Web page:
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    Rights statement: This is the author’s version of a work that was accepted for publication in Biological Psychology. Changes resulting from the publishing process, such as peer review, editing, corrections, structural formatting, and other quality control mechanisms may not be reflected in this document. Changes may have been made to this work since it was submitted for publication. A definitive version was subsequently published in Biological Psychology, 135, 2018 DOI: 10.1016/j.biopsycho.2018.03.008

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Individual differences in infants’ neural responses to their peers’ cry and laughter

Research output: Contribution to journalJournal article

Published
<mark>Journal publication date</mark>05/2018
<mark>Journal</mark>Biological Psychology
Volume135
Number of pages11
Pages (from-to)117-127
Publication statusPublished
Early online date27/03/18
Original languageEnglish

Abstract

Abstract Infants’ ability to process others’ emotional expressions is fundamental for their social development. While infants’ processing of emotions expressed by faces and speech has been more extensively investigated, less is known about how infants process non-verbal vocalizations of emotions. Here, we recorded frontal N100, P200, and LPC event-related potentials (ERPs) from 8-month-old infants listening to sounds of other infants crying, laughing, and coughing. Infants’ temperament was measured via parental report. Results showed that processing of emotional information from non-verbal vocalizations was associated with more negative N100 and greater LPC amplitudes for peer’s crying sounds relative to positive and neutral sounds. Temperament was further related to the N100, P200, and LPC difference scores between conditions. One important finding was that infants with improved ability to regulate arousal exhibited increased sustained processing of peers’ cry sounds compared to both laughter and cough sounds. These results emphasize the relevance of considering the temperamental characteristics in understanding the development of infant emotion information processing, as well as for formulating comprehensive theoretical models of typical and atypical social development.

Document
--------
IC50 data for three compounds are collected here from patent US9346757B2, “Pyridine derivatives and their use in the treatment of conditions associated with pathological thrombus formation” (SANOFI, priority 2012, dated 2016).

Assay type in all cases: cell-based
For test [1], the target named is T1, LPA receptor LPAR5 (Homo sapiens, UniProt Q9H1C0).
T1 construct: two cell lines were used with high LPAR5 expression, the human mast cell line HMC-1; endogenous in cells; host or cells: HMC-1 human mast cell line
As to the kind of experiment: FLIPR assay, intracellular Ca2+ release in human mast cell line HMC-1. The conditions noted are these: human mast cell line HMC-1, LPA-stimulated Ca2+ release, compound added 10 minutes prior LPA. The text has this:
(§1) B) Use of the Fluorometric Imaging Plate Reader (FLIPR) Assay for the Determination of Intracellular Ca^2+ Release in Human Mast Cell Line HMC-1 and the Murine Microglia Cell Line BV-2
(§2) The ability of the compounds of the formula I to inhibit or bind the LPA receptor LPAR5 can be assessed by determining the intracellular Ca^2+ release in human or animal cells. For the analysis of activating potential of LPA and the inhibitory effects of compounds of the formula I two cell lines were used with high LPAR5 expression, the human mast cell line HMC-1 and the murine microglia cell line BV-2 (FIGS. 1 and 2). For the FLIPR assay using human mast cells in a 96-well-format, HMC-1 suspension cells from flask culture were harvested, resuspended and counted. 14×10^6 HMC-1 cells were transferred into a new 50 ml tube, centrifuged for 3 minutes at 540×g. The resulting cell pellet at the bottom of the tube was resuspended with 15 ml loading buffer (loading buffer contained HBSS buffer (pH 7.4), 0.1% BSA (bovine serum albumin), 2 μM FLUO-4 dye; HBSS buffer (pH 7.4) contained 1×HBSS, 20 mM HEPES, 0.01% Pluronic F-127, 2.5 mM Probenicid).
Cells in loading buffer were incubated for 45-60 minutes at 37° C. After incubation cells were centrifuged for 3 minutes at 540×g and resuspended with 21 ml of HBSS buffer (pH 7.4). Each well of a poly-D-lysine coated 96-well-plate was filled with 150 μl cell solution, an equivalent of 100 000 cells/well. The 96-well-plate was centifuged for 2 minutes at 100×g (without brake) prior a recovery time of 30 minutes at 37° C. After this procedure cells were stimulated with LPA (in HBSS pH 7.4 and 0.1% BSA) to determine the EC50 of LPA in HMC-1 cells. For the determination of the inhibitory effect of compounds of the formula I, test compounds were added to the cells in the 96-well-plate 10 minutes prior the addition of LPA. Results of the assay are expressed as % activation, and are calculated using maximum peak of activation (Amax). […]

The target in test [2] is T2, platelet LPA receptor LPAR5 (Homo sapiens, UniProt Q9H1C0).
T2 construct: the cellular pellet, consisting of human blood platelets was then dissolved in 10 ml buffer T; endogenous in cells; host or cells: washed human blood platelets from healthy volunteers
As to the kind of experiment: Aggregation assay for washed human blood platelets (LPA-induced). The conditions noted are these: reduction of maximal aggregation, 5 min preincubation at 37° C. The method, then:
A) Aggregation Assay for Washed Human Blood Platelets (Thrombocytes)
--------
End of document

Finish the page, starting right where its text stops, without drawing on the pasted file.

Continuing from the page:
Bibliographic note

This is the author’s version of a work that was accepted for publication in Biological Psychology. Changes resulting from the publishing process, such as peer review, editing, corrections, structural formatting, and other quality control mechanisms may not be reflected in this document. Changes may have been made to this work since it was submitted for publication. A definitive version was subsequently published in Biological Psychology, 135, 2018 DOI: 10.1016/j.biopsycho.2018.03.008